DeNoise AI - Comparison

(MikeFromMesa) #1

I downloaded the DeNoise AI trial to see how it compared with Dxo PhotoLab Prime noise removal, but also ended up checking it against the old DeNoise 6 plugin as well. As part of that I took some very high ISO photos with the express purpose of seeing how effect each app was in fixing the photo. What I found surprised me a bit.

In my tests it seemed that Denoise AI cleaned the noise a bit better, but also lost more image crispness than the plugin. For both photos I first did the DeNoise functionality and then ran the result through Sharpen AI to remove some of the resulting blur, and here is a comparison. You can see that the DeNoise app image seems to be a bit flatter than the Denoise plugin result. Perhaps that is because the plugin is now old and has been tweaked while the app is brand new and may need some further work.

I am a bit curious as to how others found the comparison.

The comparison with Dxo’s Prime NR was a bit more difficult to judge as they seem very comparable. Here is that comparison:

I had always considered Dxo’s Prime Noise Reduction to be the best in the business, but am not so sure now after seeing this comparison. I use Dxo’s PhotoLab primarily because of some of its functionality and Prime is one of those. With this comparison I may find I can move to another photo editor instead.

I am interested in what others feel as my comparison may not be in depth enough.

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(Rondo249) #2

Could be a hot topic, but many images I’ve used DxO Prime NR on I still end up tweaking with Topaz Denoise 6. If I set Prime too high I lose too much detail and get more blur than I want. I know many insist DxO Prime is the best but I’ve been using it a long time and for me it’s only a first step in NR. In your example the DxO Prime loses some detail and color on the large black area, at least to my eyes.

(Artisan-West) #3

I don’t think this is a good way to compare the images. Its apples to Oranges since the left and right side of the picture are not the same. I’m also finding that AI clear is the best in many cases though it takes longer to process.

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(MikeFromMesa) #4

Perhaps you could clarify what you mean since the left and right sides of the image started with the same basic raw image. What am I missing here using this as a comparison method?

(Artisan-West) #5

You are splitting the image in half so its hard to compare the effect of the two methods since each half of the image is different. Its better to have two whole images (like I do) so the areas are the same.

(MikeFromMesa) #6

Actually I found it easier to compare how the two processes worked by having them directly side-by-side so I could, for example, examine how the parts changed from one process to the other, but I do see what you are saying.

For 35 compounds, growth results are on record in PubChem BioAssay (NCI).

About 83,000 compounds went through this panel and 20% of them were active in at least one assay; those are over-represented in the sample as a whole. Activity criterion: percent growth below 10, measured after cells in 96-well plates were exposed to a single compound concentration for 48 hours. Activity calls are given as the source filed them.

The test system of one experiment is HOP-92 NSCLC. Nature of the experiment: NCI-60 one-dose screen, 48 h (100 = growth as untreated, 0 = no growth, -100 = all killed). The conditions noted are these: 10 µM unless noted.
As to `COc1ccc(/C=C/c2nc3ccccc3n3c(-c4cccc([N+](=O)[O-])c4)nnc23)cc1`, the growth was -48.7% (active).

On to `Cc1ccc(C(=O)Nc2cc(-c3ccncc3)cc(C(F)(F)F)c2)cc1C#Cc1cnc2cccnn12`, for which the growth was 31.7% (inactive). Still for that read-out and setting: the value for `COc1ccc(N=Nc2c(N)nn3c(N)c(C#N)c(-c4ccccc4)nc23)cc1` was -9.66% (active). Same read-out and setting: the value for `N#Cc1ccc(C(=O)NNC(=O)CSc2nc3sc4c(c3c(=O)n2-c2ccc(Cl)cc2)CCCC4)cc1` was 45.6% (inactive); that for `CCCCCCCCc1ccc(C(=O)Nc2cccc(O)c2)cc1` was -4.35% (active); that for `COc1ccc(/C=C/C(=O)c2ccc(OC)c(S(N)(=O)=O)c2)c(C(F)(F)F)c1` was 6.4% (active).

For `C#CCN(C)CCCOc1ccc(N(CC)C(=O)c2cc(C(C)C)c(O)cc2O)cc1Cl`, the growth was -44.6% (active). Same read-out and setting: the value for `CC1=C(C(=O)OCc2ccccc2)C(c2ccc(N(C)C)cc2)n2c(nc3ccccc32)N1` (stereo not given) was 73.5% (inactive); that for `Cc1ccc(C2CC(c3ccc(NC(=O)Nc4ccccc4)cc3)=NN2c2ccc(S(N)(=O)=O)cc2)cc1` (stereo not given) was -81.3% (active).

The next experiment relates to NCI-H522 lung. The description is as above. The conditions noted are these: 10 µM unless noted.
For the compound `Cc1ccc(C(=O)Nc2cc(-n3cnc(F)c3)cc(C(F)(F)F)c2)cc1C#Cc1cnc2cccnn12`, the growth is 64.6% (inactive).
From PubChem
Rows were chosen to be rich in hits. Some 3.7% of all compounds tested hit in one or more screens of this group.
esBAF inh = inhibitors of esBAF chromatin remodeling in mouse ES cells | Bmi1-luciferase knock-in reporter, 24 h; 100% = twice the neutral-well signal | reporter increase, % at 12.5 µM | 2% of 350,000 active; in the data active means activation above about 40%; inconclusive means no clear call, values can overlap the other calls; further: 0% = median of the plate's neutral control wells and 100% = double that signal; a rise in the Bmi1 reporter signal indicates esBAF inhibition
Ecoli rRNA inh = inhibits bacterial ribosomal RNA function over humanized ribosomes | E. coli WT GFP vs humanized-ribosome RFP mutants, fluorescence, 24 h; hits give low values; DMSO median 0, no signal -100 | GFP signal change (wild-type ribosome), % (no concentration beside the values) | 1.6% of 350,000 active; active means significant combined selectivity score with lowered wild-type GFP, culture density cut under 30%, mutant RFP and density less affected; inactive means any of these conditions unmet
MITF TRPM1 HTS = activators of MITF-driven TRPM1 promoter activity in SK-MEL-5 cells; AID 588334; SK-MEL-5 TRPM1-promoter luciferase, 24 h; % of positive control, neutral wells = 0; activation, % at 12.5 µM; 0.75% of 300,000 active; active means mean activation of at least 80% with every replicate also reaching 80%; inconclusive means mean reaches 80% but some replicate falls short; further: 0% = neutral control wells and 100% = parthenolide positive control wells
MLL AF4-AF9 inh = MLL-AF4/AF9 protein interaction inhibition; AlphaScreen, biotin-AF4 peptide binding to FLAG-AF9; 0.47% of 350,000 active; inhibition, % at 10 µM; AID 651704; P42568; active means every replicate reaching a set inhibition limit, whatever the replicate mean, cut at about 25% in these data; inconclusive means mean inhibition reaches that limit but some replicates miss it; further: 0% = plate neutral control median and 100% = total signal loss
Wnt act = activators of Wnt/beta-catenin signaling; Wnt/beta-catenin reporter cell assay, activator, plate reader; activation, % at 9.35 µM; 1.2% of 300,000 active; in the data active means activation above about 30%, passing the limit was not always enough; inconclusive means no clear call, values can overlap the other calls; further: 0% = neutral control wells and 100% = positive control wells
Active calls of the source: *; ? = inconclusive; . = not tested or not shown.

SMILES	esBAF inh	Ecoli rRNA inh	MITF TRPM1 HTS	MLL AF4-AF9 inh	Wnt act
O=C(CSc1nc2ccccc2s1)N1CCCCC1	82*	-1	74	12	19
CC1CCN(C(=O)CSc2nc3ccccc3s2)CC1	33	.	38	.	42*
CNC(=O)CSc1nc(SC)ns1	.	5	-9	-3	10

Here are the two images:

DeNoise 6 plugin + stabilize

DeNoise AI + stabilize

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(Don) #7

I would like to ask here is why would you add sharpen AI into the equation when you are testing DeNoise AI?

My advice is that, because of the workflow, you test DeNoise or indeed any other noise reduction application before applying adjustments to an image. And use RAW as the basis without sharpening or noise reduction applied before sending to DeNoise AI or any other noise reduction application as the purpose of DeNoise or Noise Reduction applications is to remove camera sensor generated noise.

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(MikeFromMesa) #8

The result of using any DeNoise software is to tend to soften the image. Sharpening can then be applied to reduce the softness of the denoised image and that is why I use it.

My workflow is as follows:

  1. Load a raw image into DeNoise AI,
  2. Adjust the image to the best compromise between low noise and reasonable sharpness,
  3. Save the image and then load that result into Sharpen AI.
  4. Sharpen the image to reduce the blur introduced by DeNoise.

Alternately I use Photoshop as the primary tool and do the above through the use of the DeNoise AI and Sharpen AI plugins. As you suggest, DeNoise is applied before any adjustments and post adjustments are made after the image has had the noise removed and, if appropriate, after it has also been sent through Sharpen AI.

(andymagee-52287) #9

Flipping between the two images you can see that the noise reduction in accompanied by a noticeable color shift.

(Fotomaker) #10

I use virtually that same workflow, Mike.

(MikeFromMesa) #11

@AiDon asked in this thread why I would test DeNoise using Sharpen and my thinking was that I wanted to see what images would look like when processed as I normally process my high noise images. Those images needed DeNoise to clean up the noise in the image, but then needed Sharpen to restore some of the sharpness that DeNoise removed, so processing like this (DeNoise + Sharpen) made the most sense to me.

If this was the process I used in my normal image processing it seemed like the right thing to do in testing. At least to me.

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